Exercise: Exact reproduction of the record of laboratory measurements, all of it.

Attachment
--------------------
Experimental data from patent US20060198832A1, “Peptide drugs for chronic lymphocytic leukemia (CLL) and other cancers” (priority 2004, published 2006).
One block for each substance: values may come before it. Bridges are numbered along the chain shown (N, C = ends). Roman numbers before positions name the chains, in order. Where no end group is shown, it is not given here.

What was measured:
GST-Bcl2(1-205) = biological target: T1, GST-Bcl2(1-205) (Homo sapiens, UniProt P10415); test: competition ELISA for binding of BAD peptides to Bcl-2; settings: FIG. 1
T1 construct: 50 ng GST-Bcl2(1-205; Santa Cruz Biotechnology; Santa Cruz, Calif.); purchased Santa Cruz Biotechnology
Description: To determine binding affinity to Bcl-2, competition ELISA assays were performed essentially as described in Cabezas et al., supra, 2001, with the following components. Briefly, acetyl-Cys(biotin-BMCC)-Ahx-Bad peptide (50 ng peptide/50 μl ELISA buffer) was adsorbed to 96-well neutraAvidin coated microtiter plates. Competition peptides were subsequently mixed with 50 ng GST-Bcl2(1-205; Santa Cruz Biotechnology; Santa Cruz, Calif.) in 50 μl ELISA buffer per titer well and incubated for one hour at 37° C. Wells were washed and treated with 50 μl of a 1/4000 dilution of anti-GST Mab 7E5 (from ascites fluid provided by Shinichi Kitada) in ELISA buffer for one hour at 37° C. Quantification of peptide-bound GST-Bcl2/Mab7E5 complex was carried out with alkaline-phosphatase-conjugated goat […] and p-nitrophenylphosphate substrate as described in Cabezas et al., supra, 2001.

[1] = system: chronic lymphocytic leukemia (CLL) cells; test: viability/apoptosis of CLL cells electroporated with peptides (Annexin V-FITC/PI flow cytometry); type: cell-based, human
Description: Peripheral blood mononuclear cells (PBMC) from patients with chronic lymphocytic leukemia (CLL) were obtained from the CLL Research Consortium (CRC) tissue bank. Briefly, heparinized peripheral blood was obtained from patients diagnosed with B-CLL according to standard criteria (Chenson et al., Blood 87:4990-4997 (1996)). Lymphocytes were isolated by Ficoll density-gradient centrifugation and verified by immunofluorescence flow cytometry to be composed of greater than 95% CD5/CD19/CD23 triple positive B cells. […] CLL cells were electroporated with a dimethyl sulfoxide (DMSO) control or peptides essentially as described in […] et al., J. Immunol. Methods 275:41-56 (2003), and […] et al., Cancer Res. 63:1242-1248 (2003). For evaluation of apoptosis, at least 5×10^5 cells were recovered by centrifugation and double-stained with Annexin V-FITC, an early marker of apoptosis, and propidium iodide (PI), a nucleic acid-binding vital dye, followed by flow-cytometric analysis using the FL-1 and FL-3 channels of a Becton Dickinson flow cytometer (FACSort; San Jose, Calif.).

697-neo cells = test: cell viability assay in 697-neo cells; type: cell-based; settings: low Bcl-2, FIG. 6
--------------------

Experimental data from patent US20060198832A1, “Peptide drugs for chronic lymphocytic leukemia (CLL) and other cancers” (priority 2004, published 2006).
One block for each substance: values may come before it. Bridges are numbered along the chain shown (N, C = ends). Roman numbers before positions name the chains, in order. Where no end group is shown, it is not given here.

What was measured:
GST-Bcl2(1-205) = biological target: T1, GST-Bcl2(1-205) (Homo sapiens, UniProt P10415); test: competition ELISA for binding of BAD peptides to Bcl-2; settings: FIG. 1
T1 construct: 50 ng GST-Bcl2(1-205; Santa Cruz Biotechnology; Santa Cruz, Calif.); purchased Santa Cruz Biotechnology
Description: To determine binding affinity to Bcl-2, competition ELISA assays were performed essentially as described in Cabezas et al., supra, 2001, with the following components. Briefly, acetyl-Cys(biotin-BMCC)-Ahx-Bad peptide (50 ng peptide/50 μl ELISA buffer) was adsorbed to 96-well neutraAvidin coated microtiter plates. Competition peptides were subsequently mixed with 50 ng GST-Bcl2(1-205; Santa Cruz Biotechnology; Santa Cruz, Calif.) in 50 μl ELISA buffer per titer well and incubated for one hour at 37° C. Wells were washed and treated with 50 μl of a 1/4000 dilution of anti-GST Mab 7E5 (from ascites fluid provided by Shinichi Kitada) in ELISA buffer for one hour at 37° C. Quantification of peptide-bound GST-Bcl2/Mab7E5 complex was carried out with alkaline-phosphatase-conjugated goat […] and p-nitrophenylphosphate substrate as described in Cabezas et al., supra, 2001.

[1] = system: chronic lymphocytic leukemia (CLL) cells; test: viability/apoptosis of CLL cells electroporated with peptides (Annexin V-FITC/PI flow cytometry); type: cell-based, human
Description: Peripheral blood mononuclear cells (PBMC) from patients with chronic lymphocytic leukemia (CLL) were obtained from the CLL Research Consortium (CRC) tissue bank. Briefly, heparinized peripheral blood was obtained from patients diagnosed with B-CLL according to standard criteria (Chenson et al., Blood 87:4990-4997 (1996)). Lymphocytes were isolated by Ficoll density-gradient centrifugation and verified by immunofluorescence flow cytometry to be composed of greater than 95% CD5/CD19/CD23 triple positive B cells. […] CLL cells were electroporated with a dimethyl sulfoxide (DMSO) control or peptides essentially as described in […] et al., J. Immunol. Methods 275:41-56 (2003), and […] et al., Cancer Res. 63:1242-1248 (2003). For evaluation of apoptosis, at least 5×10^5 cells were recovered by centrifugation and double-stained with Annexin V-FITC, an early marker of apoptosis, and propidium iodide (PI), a nucleic acid-binding vital dye, followed by flow-cytometric analysis using the FL-1 and FL-3 channels of a Becton Dickinson flow cytometer (FACSort; San Jose, Calif.).

697-neo cells = test: cell viability assay in 697-neo cells; type: cell-based; settings: low Bcl-2, FIG. 6